Film Reviews

‘That Higher Level’: A Doc that Sings

Doc captures the passion and dedication of musicians in the National Youth Orchestra

Photo by Emily Cooper/NFB


That Higher Level
(Canada, 75 min.)
Dir. John Bolton

This one time, at band camp, the NFB made a documentary.

That Higher Level goes behind the scenes with the devoted flutists, tromboners, violinists, and other musicians in the National Youth Orchestra during the summer of 2017. Director John Bolton (Aim for the Roses) captures the passion and dedication of these students who commit themselves to the arts. The doc chronicles their intensive rehearsals and ambitious cross-country tour (which sees them travel nearly half the Earth’s circumference in distance) over two months. Focusing more on the collective voice the artists create, rather than the individuals who comprise the 100-odd person orchestra, Bolton conveys the collective experience of diverse young musicians who come together from various backgrounds and different regions of the country to be united by their shared love for music. It’s a doc that sings.

That Higher Level offers interviews with a few of the musicians from different sections of the orchestra, but each story, while unique, touches upon a factor that every member of the collective probably faces. John, a double bass player, tells Bolton about facing a turning point and changing paths during university. He reveals how he went to school to play football and intended to prioritize the sport over practicing on his deeply voiced strings. However, he says that the more he played, the more his passion for music swelled and ultimately overpowered the thrill of the football field—and the slim likelihood of ever making a professional career out of punting the pigskin. The pursuit of one passion requires commitment and dedication as That Higher Level illustrates through this story and others.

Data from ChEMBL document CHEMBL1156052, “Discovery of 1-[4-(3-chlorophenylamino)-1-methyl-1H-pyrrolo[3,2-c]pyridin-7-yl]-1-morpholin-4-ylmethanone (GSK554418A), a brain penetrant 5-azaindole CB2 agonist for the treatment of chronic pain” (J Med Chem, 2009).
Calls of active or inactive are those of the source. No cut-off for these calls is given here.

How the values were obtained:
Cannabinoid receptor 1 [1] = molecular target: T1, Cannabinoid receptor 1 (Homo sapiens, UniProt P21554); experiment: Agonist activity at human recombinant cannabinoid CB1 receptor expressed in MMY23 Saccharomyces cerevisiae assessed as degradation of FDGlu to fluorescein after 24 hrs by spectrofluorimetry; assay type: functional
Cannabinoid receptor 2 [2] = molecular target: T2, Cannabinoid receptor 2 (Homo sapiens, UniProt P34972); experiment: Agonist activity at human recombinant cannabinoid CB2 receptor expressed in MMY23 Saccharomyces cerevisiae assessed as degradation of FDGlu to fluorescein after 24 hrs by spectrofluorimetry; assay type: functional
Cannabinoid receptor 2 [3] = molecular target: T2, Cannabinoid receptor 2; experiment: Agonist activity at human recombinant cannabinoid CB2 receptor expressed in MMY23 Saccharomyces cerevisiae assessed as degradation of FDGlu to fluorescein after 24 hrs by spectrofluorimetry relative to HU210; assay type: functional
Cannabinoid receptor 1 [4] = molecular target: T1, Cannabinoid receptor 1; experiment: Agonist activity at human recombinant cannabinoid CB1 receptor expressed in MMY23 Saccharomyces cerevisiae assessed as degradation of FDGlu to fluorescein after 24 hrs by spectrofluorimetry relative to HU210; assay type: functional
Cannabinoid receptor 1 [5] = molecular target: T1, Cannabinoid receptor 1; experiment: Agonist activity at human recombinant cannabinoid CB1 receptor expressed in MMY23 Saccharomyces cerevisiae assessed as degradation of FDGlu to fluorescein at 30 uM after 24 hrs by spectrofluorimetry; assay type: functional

At the same time, Phoebe energetically relates her love for playing the harp and the joy of making friends with fellow musicians who are ultimately rivals for the limited number of jobs available for classical musicians. Even while playing together and dedicating their summers to the orchestra, the musicians grasp that the game is essentially survival of the fittest and that making a professional career in music gets harder with each wave of students flung out of graduation with arts degrees in a job market that isn’t kind to young people or creative types.

The mix of interviews and behind-the-scenes observation shows how Bolton has a strong grasp for musicality. This sixth sense evident from the rhythm and energy of That Higher Level — and especially obvious for anyone who’s seen his brilliant feature Aim for the Roses, a gonzo doc-musical about a daredevil and the cracked-out album he inspired. While That Higher Level is obvious more formally restrained than the audacious Aim for the Roses, which might be inevitable for a backstage doc shot within the NYO’s frenzied schedule, Bolton really taps into the psychology of creative types and artists who dedicate their lives to their craft. Take the glimpse at oboist Michelle who fastidiously makes her own reeds and obsesses over their every detail—something a musically ignorant viewer might take for granted, but relish. Similarly, anyone can related to their accounts of performance anxiety and enjoying the relief of connecting with individuals who care as deeply and passionately about the very thing that they do.

The various stories highlight the nuances of each composition that the NYO rehearses and it’s a thrill to listen to these young experts geek out over key changes and fermatas to illuminate the story, character, and essence of each piece. These interviews illuminate the music that the doc captures both during rehearsals and performances. To hear the story behind the music and then listen to textures of the compositions brought to life, one experiences a mastery of a craft by artists who understand the deeper meaning of pieces and convey the essential parts of the pieces that don’t reside within the musical scale. There is great depth of emotion to these performances.

Perhaps most interesting is the fact that virtually none of the musicians say anything about their lives outside the orchestra halls and practice rooms, nor does Bolton follow the students around during their rare moments of respite. These musicians live and breathe music. One can only reach that higher level when music is one’s life.

That Higher Level premieres February 9 at 6:15 p.m. at the Victoria Film Festival.


That Higher Level (Trailer 90 seconds) from NFB/marketing on Vimeo.